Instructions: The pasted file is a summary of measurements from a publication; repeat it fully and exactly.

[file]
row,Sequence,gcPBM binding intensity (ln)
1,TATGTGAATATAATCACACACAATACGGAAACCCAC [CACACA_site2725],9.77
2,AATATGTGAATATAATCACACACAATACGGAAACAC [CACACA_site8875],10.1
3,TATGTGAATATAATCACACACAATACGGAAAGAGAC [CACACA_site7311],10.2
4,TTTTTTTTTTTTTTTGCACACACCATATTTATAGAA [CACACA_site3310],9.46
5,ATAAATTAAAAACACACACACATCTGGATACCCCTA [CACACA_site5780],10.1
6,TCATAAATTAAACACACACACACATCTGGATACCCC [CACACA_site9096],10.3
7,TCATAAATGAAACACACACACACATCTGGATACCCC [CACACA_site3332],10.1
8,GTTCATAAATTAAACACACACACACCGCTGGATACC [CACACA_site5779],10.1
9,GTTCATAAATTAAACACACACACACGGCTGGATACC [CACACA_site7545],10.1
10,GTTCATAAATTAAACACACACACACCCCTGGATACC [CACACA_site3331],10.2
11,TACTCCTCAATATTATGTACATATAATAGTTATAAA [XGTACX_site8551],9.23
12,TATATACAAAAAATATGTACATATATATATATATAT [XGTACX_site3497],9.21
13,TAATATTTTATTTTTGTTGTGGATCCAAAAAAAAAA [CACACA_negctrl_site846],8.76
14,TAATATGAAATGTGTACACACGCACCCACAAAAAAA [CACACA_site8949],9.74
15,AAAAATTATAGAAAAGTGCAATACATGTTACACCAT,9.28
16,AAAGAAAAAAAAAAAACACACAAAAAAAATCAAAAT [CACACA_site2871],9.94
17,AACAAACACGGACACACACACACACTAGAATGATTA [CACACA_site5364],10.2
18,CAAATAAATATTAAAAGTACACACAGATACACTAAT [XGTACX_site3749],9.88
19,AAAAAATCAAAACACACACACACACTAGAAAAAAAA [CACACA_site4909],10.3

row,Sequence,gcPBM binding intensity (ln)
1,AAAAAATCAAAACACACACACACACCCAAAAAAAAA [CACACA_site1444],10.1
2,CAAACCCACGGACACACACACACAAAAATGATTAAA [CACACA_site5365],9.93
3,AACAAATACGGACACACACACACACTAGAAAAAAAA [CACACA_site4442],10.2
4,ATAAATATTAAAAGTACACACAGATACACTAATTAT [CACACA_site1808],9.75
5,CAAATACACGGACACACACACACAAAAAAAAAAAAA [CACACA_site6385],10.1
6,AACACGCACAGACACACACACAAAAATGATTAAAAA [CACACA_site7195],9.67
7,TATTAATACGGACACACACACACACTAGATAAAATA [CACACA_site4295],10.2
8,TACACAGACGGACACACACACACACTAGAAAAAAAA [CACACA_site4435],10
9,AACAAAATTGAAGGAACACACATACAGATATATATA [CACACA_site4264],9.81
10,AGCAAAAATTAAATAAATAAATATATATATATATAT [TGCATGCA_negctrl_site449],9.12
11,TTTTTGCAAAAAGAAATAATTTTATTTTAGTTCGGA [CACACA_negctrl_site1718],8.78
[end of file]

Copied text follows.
row,Sequence,gcPBM binding intensity (ln)
1,TATGTGAATATAATCACACACAATACGGAAACCCAC [CACACA_site2725],9.77
2,AATATGTGAATATAATCACACACAATACGGAAACAC [CACACA_site8875],10.1
3,TATGTGAATATAATCACACACAATACGGAAAGAGAC [CACACA_site7311],10.2
4,TTTTTTTTTTTTTTTGCACACACCATATTTATAGAA [CACACA_site3310],9.46
5,ATAAATTAAAAACACACACACATCTGGATACCCCTA [CACACA_site5780],10.1
6,TCATAAATTAAACACACACACACATCTGGATACCCC [CACACA_site9096],10.3
7,TCATAAATGAAACACACACACACATCTGGATACCCC [CACACA_site3332],10.1
8,GTTCATAAATTAAACACACACACACCGCTGGATACC [CACACA_site5779],10.1
9,GTTCATAAATTAAACACACACACACGGCTGGATACC [CACACA_site7545],10.1
10,GTTCATAAATTAAACACACACACACCCCTGGATACC [CACACA_site3331],10.2
11,TACTCCTCAATATTATGTACATATAATAGTTATAAA [XGTACX_site8551],9.23
12,TATATACAAAAAATATGTACATATATATATATATAT [XGTACX_site3497],9.21
13,TAATATTTTATTTTTGTTGTGGATCCAAAAAAAAAA [CACACA_negctrl_site846],8.76
14,TAATATGAAATGTGTACACACGCACCCACAAAAAAA [CACACA_site8949],9.74
15,AAAAATTATAGAAAAGTGCAATACATGTTACACCAT,9.28
16,AAAGAAAAAAAAAAAACACACAAAAAAAATCAAAAT [CACACA_site2871],9.94
17,AACAAACACGGACACACACACACACTAGAATGATTA [CACACA_site5364],10.2
18,CAAATAAATATTAAAAGTACACACAGATACACTAAT [XGTACX_site3749],9.88
19,AAAAAATCAAAACACACACACACACTAGAAAAAAAA [CACACA_site4909],10.3

row,Sequence,gcPBM binding intensity (ln)
1,AAAAAATCAAAACACACACACACACCCAAAAAAAAA [CACACA_site1444],10.1
2,CAAACCCACGGACACACACACACAAAAATGATTAAA [CACACA_site5365],9.93
3,AACAAATACGGACACACACACACACTAGAAAAAAAA [CACACA_site4442],10.2
4,ATAAATATTAAAAGTACACACAGATACACTAATTAT [CACACA_site1808],9.75
5,CAAATACACGGACACACACACACAAAAAAAAAAAAA [CACACA_site6385],10.1
6,AACACGCACAGACACACACACAAAAATGATTAAAAA [CACACA_site7195],9.67
7,TATTAATACGGACACACACACACACTAGATAAAATA [CACACA_site4295],10.2
8,TACACAGACGGACACACACACACACTAGAAAAAAAA [CACACA_site4435],10
9,AACAAAATTGAAGGAACACACATACAGATATATATA [CACACA_site4264],9.81
10,AGCAAAAATTAAATAAATAAATATATATATATATAT [TGCATGCA_negctrl_site449],9.12
11,TTTTTGCAAAAAGAAATAATTTTATTTTAGTTCGGA [CACACA_negctrl_site1718],8.78